How FSCS is helping to prevent future failures

We are collaborating with the FCA and industry to tackle phoenixing

By FSCS Team
20 May 2020 FSCS news
FSCS Policy Manager Josh Rendall

From FSCS Policy Manager Josh Rendall:

It’s often a surprise when people learn that FSCS does more than pay compensation. Getting our customers back on track and promoting financial stability is always our priority, but we’re also working hard to support the four pillars of our strategy: prepare, protect, promote and prevent.

Our aim for ‘prevent’ is to collaborate with the Financial Conduct Authority (FCA) and industry to help prevent firms failing and to look towards reducing future compensation costs. We aim to spot where there may be problems in the market and look at how we can work with the FCA to tackle issues.

FSCS doesn’t have any supervision or enforcement powers, but our research and guidance can help the FCA and other authorities, such as the Insolvency Service, to investigate behaviour that may be against the interest of consumers and levy payers.

Making progress on ‘phoenixing’

Phoenixing is where someone, usually a company director, escapes from the liabilities in one company by setting up another. The director (or a group of directors) moves any assets from the previous company to the new one, but not its liabilities or debts. This is where the name comes from, as the old company ‘rises like a phoenix’ from the remains of the original firm. 

The biggest challenge with phoenixing is that it’s not illegal. However, sometimes there may be a breach of industry rules which means action can be taken against the people involved. FSCS has long been suspicious of phoenixing but finding enough evidence and reliable data to share our suspicions with the regulators has been tricky.

Tackling the problem head-on

Our first question was: where do we start? What information do we have and what more do we need to build a picture of suspected phoenixers?

Our claims handlers were the sensible starting point, as they see the details of claims every day. We worked with them to look at:

  • What information were they seeing that may warrant further investigation?
  • Were there any independent financial advisers (IFAs) who we were seeing on a frequent basis for mis-leading advice?
  • Were there any claims management companies (CMCs) submitting claims on behalf of a customer whose actions were questionable?
  • Were there directors in charge of these IFAs/CMCs that had any conflicts of interest?

To build a picture of phoenixing activity, we worked with Barrachd (now part of Capita Consulting) to combine our claims handlers’ insights with data from Companies House, the Office of National Statistics, the FCA register, the Financial Ombudsman Service, and our own data lab. We had strong support from our Chairman Marshall Bailey and Chief Executive Caroline Rainbird.

The results were fascinating.

Over the course of a year, FSCS discovered two types of phoenixers:

Type 1 – IFA to IFA

This is where a person phoenixes from one IFA to another IFA and is still in the market offering advice.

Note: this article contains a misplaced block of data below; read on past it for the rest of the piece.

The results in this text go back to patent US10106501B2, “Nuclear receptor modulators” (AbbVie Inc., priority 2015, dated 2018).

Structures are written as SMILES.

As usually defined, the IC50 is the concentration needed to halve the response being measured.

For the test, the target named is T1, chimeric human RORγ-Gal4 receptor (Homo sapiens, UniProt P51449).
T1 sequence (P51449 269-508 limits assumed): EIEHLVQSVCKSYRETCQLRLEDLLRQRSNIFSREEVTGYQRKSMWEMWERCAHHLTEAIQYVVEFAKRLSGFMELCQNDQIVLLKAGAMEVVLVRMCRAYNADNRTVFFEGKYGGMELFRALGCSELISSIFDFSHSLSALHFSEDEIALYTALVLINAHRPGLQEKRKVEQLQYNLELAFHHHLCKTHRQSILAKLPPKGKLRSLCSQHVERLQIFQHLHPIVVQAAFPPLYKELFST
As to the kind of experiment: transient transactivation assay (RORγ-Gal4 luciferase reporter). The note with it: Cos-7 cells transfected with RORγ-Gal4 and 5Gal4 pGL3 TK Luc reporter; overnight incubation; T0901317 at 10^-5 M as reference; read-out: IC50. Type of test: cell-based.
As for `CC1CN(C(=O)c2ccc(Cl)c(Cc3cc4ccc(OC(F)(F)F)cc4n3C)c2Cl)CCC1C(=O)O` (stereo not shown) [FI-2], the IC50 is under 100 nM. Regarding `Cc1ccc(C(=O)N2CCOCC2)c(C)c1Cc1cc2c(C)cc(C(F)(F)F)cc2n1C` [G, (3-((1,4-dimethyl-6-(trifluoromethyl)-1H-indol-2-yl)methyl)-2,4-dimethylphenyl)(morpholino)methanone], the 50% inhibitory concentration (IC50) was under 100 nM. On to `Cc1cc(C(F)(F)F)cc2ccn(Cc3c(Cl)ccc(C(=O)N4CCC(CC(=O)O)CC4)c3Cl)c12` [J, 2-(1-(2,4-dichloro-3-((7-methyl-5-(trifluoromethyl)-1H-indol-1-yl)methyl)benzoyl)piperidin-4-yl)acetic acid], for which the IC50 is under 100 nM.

IFA to IFA phoenixing

Type 2 – IFA to CMC

This is where a person phoenixes from an IFA into a CMC and claims compensation on behalf of their former customers. Often these CMCs would also take a high commission, resulting in a CMC profiting from us and our levy payers for their own bad advice. In some cases, CMCs appear to be actively recruiting failed IFAs to bring their customer book.

IFA to CMC phoenixing

So far, we’ve found a number of examples of both these types of phoenixes and where we have suspicions we share these with the relevant regulatory partner.

Good early results

Our aim is that these people, if proved, would no longer be able to provide regulated financial services. This would offer protection for consumers looking for financial advice, prevent further harm and avoid further burden on our levy payers.

It’s early days but we have seen some initial good results via the coordination and data sharing we have between the regulatory family. FSCS is a founding member and sits on the FCA-led anti-phoenixing working group along with the Insolvency Service, the Ombudsman Service and the Scottish Accountant in Bankruptcy.

Firms withdraw their applications for FCA authorisation for several reasons; however, FSCS is proud to have contributed where we see potential harm to the consumer and the levy by sharing phoenixing concerns of specific firms or individuals with the FCA. We strongly believe that this has contributed to both financial advice firms and CMCs withdrawing their applications where there would have been a risk of consumer harm.

What’s next for ‘prevent’?

Building on the method we’ve developed to identify suspicious activity, we’ll continue to share information about suspected phoenixers with the regulators. We’re also working to improve how we share data and work with the FCA more generally.

One final area we are looking into is improved and more regular information from FSCS for levy payers. Those on the front line of the market are likely to see things happening that could be harmful to the customer, and by working together we’ll improve the industry for everyone.

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